Category Archives: Building

Flashing Trays

When I received my trailer, I just simply couldn’t handle the idea of laying on the ground for days, drilling up into my trailer to attach the flashing. Call me lazy or call me a genius! You choose.

I do think I spent a bit more money than if I had bought the rolls of metal and installed it from underneath my trailer, but I also believe that I saved time and energy in the long run. I was able to finish my flashing – by myself – in the equivalent of 1-2 days of work, with zero bugs, dirt, and leaves in my hair and no burn marks on my arms and face from metal dropping on me (all things I vividly imagined when trying to come up with an alternative way of installing my flashing). After pondering a while with my dad, I decided to go with the following process.

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Based on the measurements of the joist spaces on my trailer, I sent the below drawings that I created on my computer to three different sheet metal companies. (Always shop around for the cheapest pricing! It’s worth it.)

Subfloor Flashing Sheet Metal Quote Request

Keep in mind that I’m building on a 32′ x 8.5′ trailer, so I had to order a lot of flashing, but my total cost came out to exactly $700 + tax for a total of 60 pieces of 24 gauge galvanized sheet metal, all with two 90 degree bends in them. I included a few extra pieces in my order in case I needed them (I didn’t). I ended up going with OmniDuct and my flashing was delivered to me here in West Sacramento in just a couple days. This is what the flashing pieces looked like when they arrived.

Subfloor Flashing Ordered by Her Tiny Home

Next, I had to customize each piece to fit within the floor joists of my trailer.

To do so, I used the following tools:

  • Tin Snips
  • Metal Shears: I borrowed a pneumatic metal shear (like this one) for this project, so I hooked up to an air compressor. If you don’t have access to an air compressor, I suggest using something like this, but I can’t guarantee how well it will work.
  • Aluminum Tape
  • Tape Measure
  • Sharpie

Subfloor Flashing Tools - Her Tiny Home

I cut all corners at an angle to make space for the welds on the trailer and I had to cut out a couple inches of the bent sections to fit into the side channels as well. I think photos will speak louder than words here, as I have no idea how else to explain what I did ;)

Flashing Modifications - Her Tiny Home

Here’s a quick video of how the smaller pieces went in once I had the modifications done (and my dad woohooing at how easy it was).

Flashing - Her Tiny Home

On the larger, middle sections, I figured out that it was too difficult to bend them into the space, so I cut each one down the middle to fit the left and right sides in separately (this is where the shears came in, so you could technically avoid having to use this tool at all if you order the middle sections in two pieces already, which could also add to the cost from the sheet metal company). Then I just went back with the aluminum tape and taped them together.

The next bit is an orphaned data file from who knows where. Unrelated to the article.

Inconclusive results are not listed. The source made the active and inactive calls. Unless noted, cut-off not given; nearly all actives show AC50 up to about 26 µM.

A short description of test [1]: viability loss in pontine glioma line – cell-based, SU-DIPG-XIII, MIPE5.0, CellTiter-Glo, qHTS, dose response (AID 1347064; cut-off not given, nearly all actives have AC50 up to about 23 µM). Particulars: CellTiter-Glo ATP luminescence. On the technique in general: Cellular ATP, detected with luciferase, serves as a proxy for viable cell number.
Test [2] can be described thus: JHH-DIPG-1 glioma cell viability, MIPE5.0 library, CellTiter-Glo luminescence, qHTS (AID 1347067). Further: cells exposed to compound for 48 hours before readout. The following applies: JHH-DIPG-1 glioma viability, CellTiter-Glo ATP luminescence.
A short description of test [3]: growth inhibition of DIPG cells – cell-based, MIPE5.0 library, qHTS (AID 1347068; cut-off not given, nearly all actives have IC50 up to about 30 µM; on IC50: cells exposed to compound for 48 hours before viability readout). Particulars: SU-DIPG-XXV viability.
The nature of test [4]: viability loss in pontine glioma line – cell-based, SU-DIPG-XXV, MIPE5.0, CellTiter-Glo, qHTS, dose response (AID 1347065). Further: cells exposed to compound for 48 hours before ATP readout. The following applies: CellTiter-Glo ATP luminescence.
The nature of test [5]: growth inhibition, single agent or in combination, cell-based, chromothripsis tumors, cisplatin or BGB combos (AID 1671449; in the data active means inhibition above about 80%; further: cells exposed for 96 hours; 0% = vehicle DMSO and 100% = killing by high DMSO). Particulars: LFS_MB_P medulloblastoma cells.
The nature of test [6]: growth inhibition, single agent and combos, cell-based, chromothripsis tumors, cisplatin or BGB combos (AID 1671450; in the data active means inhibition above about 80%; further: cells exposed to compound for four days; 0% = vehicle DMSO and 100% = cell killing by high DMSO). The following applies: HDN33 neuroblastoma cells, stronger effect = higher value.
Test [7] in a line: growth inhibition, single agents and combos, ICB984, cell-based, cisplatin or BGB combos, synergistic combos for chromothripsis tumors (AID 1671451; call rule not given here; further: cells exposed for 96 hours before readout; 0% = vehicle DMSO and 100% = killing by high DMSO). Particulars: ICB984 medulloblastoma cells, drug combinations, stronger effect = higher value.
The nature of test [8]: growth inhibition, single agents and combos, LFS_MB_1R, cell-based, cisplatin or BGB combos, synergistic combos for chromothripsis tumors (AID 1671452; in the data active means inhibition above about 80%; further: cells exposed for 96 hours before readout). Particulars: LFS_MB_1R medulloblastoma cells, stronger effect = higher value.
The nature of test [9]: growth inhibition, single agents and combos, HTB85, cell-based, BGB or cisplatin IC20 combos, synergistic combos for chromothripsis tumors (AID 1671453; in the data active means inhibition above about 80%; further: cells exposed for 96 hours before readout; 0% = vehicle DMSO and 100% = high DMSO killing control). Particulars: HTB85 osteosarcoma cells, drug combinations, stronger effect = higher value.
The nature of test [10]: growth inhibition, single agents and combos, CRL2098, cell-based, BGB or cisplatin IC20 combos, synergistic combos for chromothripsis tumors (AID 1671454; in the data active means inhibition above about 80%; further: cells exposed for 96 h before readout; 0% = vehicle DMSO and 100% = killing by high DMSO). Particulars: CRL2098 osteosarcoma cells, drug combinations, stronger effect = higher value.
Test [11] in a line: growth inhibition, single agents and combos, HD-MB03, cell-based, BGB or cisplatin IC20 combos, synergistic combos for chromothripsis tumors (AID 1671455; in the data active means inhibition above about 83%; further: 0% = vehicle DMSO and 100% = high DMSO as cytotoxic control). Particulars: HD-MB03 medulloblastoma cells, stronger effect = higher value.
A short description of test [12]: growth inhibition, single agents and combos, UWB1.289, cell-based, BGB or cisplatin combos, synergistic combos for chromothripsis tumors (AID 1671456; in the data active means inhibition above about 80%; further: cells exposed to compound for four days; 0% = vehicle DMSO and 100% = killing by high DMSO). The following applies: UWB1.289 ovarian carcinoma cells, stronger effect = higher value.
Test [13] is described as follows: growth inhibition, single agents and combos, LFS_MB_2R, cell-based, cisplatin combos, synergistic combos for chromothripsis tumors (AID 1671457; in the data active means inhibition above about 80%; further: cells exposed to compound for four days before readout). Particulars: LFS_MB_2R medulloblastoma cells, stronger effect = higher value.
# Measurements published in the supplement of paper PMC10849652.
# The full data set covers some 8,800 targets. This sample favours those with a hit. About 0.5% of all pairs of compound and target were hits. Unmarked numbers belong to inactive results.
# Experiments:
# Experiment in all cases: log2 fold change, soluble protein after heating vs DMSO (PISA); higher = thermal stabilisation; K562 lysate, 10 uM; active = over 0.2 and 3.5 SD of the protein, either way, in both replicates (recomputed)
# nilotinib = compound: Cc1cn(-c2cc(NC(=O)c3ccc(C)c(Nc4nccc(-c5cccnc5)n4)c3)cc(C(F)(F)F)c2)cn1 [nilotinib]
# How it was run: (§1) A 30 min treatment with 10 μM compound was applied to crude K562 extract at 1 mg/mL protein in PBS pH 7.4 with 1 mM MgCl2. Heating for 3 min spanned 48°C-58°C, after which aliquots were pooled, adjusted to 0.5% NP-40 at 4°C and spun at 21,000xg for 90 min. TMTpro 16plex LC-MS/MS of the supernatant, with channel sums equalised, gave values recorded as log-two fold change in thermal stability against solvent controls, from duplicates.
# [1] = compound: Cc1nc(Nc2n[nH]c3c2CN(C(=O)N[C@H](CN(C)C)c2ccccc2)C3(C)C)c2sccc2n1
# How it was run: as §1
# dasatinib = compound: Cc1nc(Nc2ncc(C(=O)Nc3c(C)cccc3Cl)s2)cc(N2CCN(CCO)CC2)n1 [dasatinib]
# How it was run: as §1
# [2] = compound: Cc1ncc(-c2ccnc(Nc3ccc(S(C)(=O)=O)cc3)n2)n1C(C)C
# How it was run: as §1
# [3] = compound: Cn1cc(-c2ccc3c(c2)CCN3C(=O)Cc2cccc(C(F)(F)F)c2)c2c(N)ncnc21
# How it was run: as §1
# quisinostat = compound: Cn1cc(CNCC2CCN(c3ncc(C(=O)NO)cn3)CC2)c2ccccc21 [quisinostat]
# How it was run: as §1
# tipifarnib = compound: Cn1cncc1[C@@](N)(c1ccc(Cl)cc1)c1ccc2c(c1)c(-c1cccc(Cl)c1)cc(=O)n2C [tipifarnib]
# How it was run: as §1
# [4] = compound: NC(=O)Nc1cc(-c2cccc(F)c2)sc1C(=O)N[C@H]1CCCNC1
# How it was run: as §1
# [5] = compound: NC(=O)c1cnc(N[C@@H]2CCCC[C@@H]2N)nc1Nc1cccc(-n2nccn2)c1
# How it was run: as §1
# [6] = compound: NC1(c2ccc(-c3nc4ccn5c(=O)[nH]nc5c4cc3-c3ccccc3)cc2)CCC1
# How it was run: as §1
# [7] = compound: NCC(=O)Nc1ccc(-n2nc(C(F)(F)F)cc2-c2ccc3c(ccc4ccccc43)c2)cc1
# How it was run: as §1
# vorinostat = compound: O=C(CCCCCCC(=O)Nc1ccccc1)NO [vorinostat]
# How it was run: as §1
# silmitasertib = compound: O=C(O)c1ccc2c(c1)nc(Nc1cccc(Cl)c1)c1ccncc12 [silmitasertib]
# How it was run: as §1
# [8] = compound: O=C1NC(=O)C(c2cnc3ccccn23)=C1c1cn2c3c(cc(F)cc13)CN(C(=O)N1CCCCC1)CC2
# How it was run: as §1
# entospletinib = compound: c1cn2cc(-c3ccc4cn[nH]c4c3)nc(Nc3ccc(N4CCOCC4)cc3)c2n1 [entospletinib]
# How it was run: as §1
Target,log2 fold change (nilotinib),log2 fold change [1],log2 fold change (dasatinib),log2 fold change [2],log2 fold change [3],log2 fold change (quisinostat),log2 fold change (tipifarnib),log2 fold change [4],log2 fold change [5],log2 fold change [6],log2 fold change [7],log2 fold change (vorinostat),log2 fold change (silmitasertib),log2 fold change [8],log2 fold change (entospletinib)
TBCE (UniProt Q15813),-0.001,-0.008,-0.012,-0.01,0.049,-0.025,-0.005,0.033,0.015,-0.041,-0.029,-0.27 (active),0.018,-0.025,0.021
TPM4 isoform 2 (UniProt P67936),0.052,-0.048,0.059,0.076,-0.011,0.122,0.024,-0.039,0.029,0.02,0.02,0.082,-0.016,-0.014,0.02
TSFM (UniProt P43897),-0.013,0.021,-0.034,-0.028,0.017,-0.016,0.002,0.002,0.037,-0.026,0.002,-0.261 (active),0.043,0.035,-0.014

Flashing Modification Large Trays - Her Tiny Home

Flashing Large Trays - Her Tiny Home

Flashing Trays Taped - Her Tiny Home

I finished off the flashing process by using the same aluminum tape along the edges, anywhere where there were significant gaps. This was the most time-consuming part of the process.

Flashing Completed - Her Tiny Home

Flashing Completed - Her Tiny Home

That’s it! I’m really happy with how the flashing turned out. It feels really sturdy and by installing my subfloor into the trailer joists, rather than on top of them, I’ve added a few inches of head room in my tiny house as well.

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During the flashing process, my step-brother volunteered his welding skills and added 14 bolts to my trailer for me to anchor to when I do my framing. He also welded 4 jacks under each corner of the trailer for easy use when leveling my home in the future. Thanks, Kev!

Kevin Welding - Her Tiny Home

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Next up, insulation and plywood subfloor.

Closet to Bedroom Conversion

This tiny house wont be the first home I’ve had to get creative with, as far as designing a room for Katie. Back in 2012, we moved into the 1930s 4-plex that I mentioned in this post. I was technically working with a one-bedroom apartment, but the space had a couple storage closets that were decent sized. One in particular was large enough to fit a twin bed. Problem is, that’s all that would have fit in there. The whole apartment had high ceilings, so a loft bed was my immediate thought. This would essentially double the space in her “room”. I drew up some plans that included the loft bed, plenty of shelving, a tiny closet, and space for two dressers. With the help of my dad, the structure went in pretty quickly.

Katie chose to have chalkboard paint on the top half of the room and purple on the bottom, and I painted the wood the color of the trim in the rest of the house. In hindsight, I probably should have made the executive decision to go with a lighter color on the walls to make the room feel larger, but she ended up covering them with stuff anyways and the joy of seeing her random drawings all over the chalk walls was enough to not care.

Katie still talks about this house as her “favorite”, despite the small bedroom. I’m convinced its because it was cozy and custom-made, just for her. Her new room will be a very different layout, as the whole thing will be a loft. But I plan on customizing it just as much to fit her needs and her personality.

Here’s a good before and after photo:

Yes, that is Justin Bieber all over her walls. She went through a “phase”. We’re very glad it’s over.